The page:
While Brown says there was, in fact, no money for summer camps, they used the money for backpacks for children. She says she used cash in the garment district in LA to buy backpacks as part of an annual event she does in Jacksonville. Prosecutors asked where her bank statement showed any cash withdrawal to reflect that claim.
“I don’t know how to answer that. I used cash money that wasn’t in the account,” she said.
Information presented by prosecutors shows Brown went to LA from the Bahamas, where she stayed at the Atlantis resort. Brown says she did official works at both stops.
Another event Brown spoke proudly of was fundraising to send students on an exchange trip to China, describing it as an unbelievable experience. Brown stepped in when the trip looked like it would be cancelled because of a lack of funding, and raised tens of thousands of dollars in just a few weeks.
The government says Brown actually wound up raising too much money, and the donors were never approached after to see what they wanted to do with the excess. Instead, prosecutors say the money continued to funnel in to personal expenses. They also questioned the selection process for the trip, because several people were closely tied to Brown. She told the court the selection criteria was whoever could get the needed paperwork together in time.
While Brown’s direct examination Thursday indicated she believed that the charitable donations she had claimed on her income tax returns were donations she actually made, despite what gift receipts showed, during cross examination Friday, she instead said her tax preparer was incorrect.
“Let’s be truthful with this, I did not double check my taxes. It was a mistake,” Brown says.
Brown denies being the person who gave her tax preparer and staff the information to fill out the charitable contributions portion of the return. When Duva asked about a worksheet note from her tax preparer that said Brown verbally confirmed a $12,500 donation to One Door, Brown said that wasn’t a conversation she remembered. Brown was then shown her signature on a list of charitable contributions which was ultimately used to fill out the returns, but she said it was not her signature.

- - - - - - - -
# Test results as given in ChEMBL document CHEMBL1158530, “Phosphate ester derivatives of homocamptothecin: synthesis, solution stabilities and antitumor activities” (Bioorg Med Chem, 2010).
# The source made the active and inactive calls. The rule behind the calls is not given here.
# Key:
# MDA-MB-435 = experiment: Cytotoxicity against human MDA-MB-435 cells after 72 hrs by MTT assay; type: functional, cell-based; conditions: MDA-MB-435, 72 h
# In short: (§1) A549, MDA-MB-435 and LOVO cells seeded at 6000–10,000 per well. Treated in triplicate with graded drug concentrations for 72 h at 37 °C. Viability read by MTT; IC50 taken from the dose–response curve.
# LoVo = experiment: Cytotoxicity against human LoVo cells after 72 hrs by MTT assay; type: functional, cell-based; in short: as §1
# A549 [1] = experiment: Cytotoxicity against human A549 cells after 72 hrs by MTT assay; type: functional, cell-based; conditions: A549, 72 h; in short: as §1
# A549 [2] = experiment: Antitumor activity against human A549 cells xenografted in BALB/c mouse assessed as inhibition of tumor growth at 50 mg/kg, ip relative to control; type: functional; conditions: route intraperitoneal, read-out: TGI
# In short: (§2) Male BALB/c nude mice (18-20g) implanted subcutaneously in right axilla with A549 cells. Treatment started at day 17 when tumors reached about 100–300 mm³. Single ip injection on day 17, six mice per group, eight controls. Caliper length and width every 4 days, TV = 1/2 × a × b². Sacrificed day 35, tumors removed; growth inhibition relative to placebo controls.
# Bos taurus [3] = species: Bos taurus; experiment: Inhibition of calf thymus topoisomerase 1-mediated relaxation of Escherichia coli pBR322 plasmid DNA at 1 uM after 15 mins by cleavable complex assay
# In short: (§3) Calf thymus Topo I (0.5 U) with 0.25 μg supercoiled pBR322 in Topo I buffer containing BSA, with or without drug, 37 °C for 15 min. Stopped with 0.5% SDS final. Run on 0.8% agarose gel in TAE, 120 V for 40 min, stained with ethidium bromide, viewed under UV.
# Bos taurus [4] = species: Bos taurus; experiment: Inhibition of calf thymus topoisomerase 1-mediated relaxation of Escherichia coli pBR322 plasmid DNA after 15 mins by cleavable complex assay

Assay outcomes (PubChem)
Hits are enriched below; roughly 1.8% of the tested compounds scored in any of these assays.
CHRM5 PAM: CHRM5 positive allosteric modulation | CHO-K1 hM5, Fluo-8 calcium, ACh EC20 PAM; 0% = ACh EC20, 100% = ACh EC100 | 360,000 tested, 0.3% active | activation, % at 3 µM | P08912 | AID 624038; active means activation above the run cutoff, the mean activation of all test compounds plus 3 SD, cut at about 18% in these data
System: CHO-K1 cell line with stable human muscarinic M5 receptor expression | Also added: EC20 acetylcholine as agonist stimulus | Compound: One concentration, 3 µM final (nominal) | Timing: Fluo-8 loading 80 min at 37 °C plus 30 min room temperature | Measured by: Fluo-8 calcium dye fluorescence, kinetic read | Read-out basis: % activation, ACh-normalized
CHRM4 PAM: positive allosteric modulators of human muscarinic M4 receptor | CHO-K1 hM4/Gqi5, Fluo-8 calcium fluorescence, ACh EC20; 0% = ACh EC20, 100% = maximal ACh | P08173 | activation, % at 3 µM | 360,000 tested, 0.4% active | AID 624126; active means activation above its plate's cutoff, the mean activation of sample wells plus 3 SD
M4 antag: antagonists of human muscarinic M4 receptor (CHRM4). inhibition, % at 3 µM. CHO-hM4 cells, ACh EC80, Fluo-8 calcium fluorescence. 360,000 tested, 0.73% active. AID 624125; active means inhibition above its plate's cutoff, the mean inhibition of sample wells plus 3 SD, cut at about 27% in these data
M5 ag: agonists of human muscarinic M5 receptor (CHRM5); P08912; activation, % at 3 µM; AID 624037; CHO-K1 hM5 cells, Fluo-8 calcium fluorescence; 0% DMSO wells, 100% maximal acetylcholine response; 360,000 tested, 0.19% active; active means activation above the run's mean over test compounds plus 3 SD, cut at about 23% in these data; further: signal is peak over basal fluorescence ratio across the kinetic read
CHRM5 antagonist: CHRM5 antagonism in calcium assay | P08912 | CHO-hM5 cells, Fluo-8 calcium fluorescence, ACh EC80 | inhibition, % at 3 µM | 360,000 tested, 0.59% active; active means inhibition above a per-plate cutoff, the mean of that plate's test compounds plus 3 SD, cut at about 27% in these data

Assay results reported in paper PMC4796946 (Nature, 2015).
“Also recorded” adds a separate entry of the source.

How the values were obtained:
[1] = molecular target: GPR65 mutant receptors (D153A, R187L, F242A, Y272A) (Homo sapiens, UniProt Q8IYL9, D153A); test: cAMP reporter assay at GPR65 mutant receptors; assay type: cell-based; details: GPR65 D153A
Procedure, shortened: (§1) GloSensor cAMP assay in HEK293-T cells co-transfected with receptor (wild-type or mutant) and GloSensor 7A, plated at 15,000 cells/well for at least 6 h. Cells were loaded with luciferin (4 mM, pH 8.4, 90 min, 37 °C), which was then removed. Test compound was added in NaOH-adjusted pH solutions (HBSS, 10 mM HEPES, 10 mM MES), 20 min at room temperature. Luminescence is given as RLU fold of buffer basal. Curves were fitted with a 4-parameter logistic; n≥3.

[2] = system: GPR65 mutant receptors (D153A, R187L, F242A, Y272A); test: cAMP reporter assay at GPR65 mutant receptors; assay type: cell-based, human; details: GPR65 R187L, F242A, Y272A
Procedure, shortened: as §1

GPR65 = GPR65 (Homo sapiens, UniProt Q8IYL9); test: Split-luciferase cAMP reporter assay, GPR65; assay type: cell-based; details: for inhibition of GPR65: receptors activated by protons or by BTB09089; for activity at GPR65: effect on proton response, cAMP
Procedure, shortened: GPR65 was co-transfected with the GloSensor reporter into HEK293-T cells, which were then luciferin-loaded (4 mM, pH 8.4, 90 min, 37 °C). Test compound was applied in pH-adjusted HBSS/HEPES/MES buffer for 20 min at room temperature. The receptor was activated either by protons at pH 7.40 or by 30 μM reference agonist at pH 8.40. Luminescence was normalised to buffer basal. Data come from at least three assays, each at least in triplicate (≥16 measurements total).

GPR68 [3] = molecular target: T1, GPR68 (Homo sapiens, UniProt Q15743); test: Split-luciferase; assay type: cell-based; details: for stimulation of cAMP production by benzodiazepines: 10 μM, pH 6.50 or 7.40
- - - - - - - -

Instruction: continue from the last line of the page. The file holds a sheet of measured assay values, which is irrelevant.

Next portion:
There was additionally a check written from the One Door account that prosecutors say went through a few steps and ultimately landed in Brown’s bank account in order to cover the cost of a payment to the IRS in connection to an amended tax return. Brown says she had no knowledge of that. Prosecutors asked Brown if it made sense that other people would conspire to make a payment to the IRS on her behalf using siphoned money, without her knowledge. She also could not answer that.
District Judge Timothy Corrigan had to intervene on several occasions to keep Brown on topic and keep the questioning moving forward.
Closing arguments are scheduled for 9AM Monday. Each side will be given 90 minutes, and prosecutors have indicated they intend to reserve some of that time for a rebuttal. One closing arguments are completed, the jury will be instructed and deliberations will begin.
WOKV is inside of the courtroom for all of the testimony. Follow our reporter Stephanie Brown on Twitter for frequent updates.